" In many ways, the story is illuminating (especially about Dickens' early career, before he married Catherine Hogarth, in 1836.).... Hauser is right to speculate about one of the world's greatest novelists and suggest that an early event in his life subsequently shaped the rest of his years as well as his brilliant writing career... Thomas Hauser should be given credit for assimilating and then processing so much of Charles Dickens' life—an enormous task by any standards." —Counterpunch

Praise for Thomas Hauser
"For the last few years Booklist has heaped praise on Hauser's annual look back at the previous year in boxing. This year is no different. Why is Hauser one of the best sports journalists working today? He is an unashamed lover of boxing but never hesitates in exposing its flaws… Wonderful writing from a world–class journalist." —Booklist, Starred Review

Muhammad Ali: His Life and Times

"Hauser compiles opinions from a wide–ranging roster of interviewees to create a portrait of the controversial boxing champ that bristles with insights, jabs and tributes." —Publishers Weekly

"A detailed, if hagiographic, account of Ali's public career and private life. Hauser (author of one of the best books ever on the fight game, 1985's Black Lights) is an obvious and uncritical fan of Ali's, whom he apotheosizes early on as the most recognizable person on earth.' …Hauser does a good job of marshaling a wealth of facts into a cohesive whole and providing behind–the–scenes glimpses of a ring lion in the autumn, if not winter, of his years." —Kirkus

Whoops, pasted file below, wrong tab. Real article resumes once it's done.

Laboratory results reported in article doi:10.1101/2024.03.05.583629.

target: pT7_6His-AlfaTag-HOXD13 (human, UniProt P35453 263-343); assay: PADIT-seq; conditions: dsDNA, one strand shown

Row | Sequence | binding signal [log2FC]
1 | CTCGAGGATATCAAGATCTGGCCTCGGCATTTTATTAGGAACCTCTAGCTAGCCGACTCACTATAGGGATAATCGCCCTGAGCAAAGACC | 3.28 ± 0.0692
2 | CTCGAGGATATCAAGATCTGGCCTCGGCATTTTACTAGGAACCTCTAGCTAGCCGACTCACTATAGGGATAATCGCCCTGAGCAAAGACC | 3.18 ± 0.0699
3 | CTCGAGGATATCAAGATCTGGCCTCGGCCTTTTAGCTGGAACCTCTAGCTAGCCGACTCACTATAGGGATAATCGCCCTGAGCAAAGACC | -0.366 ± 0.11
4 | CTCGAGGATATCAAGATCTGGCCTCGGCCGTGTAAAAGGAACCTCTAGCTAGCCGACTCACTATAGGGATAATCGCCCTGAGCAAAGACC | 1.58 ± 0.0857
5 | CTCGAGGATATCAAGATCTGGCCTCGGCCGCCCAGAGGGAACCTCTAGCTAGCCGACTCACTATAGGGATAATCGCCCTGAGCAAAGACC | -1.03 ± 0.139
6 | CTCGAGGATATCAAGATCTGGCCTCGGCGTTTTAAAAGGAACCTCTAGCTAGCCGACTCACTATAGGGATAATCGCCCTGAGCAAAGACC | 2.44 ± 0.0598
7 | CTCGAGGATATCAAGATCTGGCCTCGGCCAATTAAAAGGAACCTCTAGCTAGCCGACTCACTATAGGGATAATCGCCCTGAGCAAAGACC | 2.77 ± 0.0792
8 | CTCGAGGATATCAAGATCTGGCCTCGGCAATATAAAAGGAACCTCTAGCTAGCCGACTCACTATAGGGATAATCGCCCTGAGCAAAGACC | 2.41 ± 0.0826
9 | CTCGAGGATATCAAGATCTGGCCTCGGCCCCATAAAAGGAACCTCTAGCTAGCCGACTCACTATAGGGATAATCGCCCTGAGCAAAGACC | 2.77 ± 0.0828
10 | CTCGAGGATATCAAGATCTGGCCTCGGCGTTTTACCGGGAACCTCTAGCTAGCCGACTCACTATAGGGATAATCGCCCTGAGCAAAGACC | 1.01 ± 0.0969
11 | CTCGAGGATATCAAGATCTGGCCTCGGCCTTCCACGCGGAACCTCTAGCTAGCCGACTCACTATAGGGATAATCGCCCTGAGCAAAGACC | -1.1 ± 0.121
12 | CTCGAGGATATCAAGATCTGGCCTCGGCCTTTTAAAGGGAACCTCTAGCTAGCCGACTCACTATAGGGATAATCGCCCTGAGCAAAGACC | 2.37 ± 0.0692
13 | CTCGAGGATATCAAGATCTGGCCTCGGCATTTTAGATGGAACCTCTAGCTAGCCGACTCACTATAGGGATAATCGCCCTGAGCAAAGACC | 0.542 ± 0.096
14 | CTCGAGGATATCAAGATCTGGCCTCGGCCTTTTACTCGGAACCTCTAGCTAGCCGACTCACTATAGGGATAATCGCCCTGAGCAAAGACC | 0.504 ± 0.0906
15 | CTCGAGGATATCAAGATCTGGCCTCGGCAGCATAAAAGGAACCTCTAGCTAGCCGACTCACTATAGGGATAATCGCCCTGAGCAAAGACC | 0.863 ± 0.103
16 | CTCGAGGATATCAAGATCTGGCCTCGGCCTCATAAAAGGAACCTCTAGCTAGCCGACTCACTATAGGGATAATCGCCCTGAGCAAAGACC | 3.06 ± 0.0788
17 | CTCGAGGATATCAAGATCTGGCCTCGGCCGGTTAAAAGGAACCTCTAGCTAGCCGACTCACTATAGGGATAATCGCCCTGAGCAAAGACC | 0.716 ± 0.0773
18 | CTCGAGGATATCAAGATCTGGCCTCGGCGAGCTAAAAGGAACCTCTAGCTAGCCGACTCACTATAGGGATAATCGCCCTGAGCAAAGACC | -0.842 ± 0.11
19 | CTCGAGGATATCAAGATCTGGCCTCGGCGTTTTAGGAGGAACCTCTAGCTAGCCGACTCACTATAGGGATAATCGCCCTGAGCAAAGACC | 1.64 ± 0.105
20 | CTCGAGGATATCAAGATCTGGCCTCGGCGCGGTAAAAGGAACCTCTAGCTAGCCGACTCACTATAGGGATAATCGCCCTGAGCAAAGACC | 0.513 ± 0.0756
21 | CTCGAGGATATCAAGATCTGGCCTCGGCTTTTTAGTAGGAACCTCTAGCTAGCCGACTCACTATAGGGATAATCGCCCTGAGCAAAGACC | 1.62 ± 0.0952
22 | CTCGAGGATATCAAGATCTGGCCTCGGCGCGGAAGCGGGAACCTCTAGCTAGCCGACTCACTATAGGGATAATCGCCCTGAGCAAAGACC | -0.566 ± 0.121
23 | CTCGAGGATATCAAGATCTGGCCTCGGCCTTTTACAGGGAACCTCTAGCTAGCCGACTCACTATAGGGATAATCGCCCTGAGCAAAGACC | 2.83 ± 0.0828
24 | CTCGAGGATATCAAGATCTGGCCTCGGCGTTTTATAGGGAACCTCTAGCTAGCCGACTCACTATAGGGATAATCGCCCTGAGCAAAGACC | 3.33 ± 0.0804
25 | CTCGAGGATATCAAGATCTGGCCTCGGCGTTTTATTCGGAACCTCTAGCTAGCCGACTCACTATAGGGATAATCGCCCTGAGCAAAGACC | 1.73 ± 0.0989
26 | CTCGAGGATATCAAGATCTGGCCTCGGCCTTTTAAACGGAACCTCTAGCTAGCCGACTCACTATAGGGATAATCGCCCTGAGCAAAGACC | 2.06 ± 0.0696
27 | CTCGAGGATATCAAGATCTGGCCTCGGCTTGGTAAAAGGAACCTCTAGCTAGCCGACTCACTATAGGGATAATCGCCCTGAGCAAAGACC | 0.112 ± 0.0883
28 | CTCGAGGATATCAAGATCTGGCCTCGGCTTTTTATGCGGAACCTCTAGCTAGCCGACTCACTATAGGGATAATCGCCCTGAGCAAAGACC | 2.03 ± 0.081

"The first definitive biography of...the boxer who transcended sports as no other athlete ever has." —The New York Times Book Review

"How many Muhammad Ali's have we seen during his tempestuous ride through 30 years of roller–coaster American history? Ali rode that roller coaster with zest and pride and humor and class." —Chicago Tribune

"Compelling...I doubt that we shall ever see a more comprehensive portrait of this extraordinary athlete." —The Sporting News

"A new generation is about to rediscover this exemplar of the Zeitgeist of the 1960s....The awesome pressures mortals can't imagine...were somehow converted into motivation by Ali. And this comprehensive, poignant, and knowing book is sure to be a catalyst of his coming renaissance....Ali was bigger than boxing, and so is this book." — The Nation

"A measuring stick for at least three decades of America –– who we were, how we changed and what we became." —New York Post
"Extensive and fascinating detail; first–rate....The triumph of the "witness" technique in biography may be judged complete." —New York Daily News

"A magnificent book [about] a life that needs to be understood whether you care a whit about boxing or not." —The Boston Globe

"You're liable to find Muhammad Ali in the sports section of your bookstore, and that's certainly one place it belongs. Ali was a massive presence in sports for decades. But this book should be in the biography section as well, because like all good biography, it teaches us something about what it means to try to make a meaningful life in this slippery world. And it should be in the history section, because Ali has been a force in contemporary events second to no American." —National Public Radio


"Devastating." —The New York Times Book Review

*2013's "Invisible Woman" film about Dickens' relationship with his mistress was well–reviewed